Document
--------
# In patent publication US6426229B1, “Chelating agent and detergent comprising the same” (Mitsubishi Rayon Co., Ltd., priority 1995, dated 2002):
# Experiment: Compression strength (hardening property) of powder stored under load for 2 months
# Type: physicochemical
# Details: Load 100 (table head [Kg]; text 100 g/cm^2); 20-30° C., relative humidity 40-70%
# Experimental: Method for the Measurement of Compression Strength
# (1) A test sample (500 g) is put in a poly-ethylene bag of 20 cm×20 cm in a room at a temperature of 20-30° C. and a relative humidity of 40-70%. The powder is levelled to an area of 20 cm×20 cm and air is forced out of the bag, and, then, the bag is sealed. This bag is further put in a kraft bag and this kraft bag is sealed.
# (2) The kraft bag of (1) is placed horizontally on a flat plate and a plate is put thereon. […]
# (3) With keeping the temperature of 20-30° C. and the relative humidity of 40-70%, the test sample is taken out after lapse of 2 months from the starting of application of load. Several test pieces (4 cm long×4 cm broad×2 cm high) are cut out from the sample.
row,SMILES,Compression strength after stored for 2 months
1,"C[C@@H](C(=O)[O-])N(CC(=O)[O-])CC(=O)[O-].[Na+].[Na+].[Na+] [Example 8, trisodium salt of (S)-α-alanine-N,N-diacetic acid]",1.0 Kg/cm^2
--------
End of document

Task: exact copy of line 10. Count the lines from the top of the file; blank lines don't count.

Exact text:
1,"C[C@@H](C(=O)[O-])N(CC(=O)[O-])CC(=O)[O-].[Na+].[Na+].[Na+] [Example 8, trisodium salt of (S)-α-alanine-N,N-diacetic acid]",1.0 Kg/cm^2